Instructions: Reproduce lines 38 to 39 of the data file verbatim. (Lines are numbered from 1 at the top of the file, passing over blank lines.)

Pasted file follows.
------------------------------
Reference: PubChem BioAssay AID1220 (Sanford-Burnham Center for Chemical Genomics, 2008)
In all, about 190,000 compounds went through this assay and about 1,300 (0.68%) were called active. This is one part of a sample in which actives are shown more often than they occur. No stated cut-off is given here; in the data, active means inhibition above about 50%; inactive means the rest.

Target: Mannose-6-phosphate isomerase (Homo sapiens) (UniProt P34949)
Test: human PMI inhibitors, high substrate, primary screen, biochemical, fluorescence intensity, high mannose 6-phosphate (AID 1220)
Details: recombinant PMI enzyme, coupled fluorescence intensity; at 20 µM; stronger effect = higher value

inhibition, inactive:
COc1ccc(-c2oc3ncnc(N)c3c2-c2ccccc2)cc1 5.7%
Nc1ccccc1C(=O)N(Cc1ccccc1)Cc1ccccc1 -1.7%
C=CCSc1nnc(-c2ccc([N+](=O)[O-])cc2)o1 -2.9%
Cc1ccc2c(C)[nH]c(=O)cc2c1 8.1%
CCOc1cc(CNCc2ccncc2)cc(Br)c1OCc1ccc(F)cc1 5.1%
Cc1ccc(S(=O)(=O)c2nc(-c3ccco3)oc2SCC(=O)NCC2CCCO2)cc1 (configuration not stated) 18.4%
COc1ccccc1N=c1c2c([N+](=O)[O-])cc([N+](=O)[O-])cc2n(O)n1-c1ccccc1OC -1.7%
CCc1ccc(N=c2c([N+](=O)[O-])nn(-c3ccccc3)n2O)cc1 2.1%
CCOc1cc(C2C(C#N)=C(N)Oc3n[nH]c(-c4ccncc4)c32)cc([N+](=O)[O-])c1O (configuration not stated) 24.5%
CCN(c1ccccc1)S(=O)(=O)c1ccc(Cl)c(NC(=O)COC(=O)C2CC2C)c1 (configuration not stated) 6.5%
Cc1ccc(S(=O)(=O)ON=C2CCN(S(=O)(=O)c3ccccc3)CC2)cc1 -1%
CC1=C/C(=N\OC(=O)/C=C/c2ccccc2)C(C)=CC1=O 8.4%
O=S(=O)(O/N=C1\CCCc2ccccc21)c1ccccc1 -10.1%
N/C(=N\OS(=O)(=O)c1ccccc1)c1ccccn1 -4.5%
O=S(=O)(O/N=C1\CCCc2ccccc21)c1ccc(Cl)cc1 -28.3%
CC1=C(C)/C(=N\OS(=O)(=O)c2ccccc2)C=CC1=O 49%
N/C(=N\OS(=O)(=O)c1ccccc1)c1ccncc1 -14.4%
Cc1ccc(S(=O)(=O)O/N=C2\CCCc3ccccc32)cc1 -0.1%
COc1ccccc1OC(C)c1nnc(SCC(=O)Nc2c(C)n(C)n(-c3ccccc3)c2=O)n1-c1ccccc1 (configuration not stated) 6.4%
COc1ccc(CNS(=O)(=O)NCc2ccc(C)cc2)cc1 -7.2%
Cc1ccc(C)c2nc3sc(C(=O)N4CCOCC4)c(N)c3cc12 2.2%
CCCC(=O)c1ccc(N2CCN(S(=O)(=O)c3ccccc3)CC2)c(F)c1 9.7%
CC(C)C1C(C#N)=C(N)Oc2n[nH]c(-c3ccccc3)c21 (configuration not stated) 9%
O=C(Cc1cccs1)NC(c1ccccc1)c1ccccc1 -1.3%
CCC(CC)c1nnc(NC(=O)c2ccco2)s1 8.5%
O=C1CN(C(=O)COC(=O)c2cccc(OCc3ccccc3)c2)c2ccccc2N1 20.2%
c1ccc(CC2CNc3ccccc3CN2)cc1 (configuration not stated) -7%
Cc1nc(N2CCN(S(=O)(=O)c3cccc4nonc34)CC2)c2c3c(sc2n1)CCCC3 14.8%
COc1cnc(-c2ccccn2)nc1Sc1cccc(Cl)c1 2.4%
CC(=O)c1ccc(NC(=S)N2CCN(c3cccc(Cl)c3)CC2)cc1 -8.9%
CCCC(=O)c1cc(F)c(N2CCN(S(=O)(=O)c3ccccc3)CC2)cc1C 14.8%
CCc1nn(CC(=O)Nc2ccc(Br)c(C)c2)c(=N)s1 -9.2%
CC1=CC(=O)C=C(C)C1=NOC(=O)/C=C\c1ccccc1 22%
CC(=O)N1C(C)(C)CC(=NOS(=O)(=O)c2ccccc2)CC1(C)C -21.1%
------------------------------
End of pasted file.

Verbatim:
CCc1nn(CC(=O)Nc2ccc(Br)c(C)c2)c(=N)s1 -9.2%
CC1=CC(=O)C=C(C)C1=NOC(=O)/C=C\c1ccccc1 22%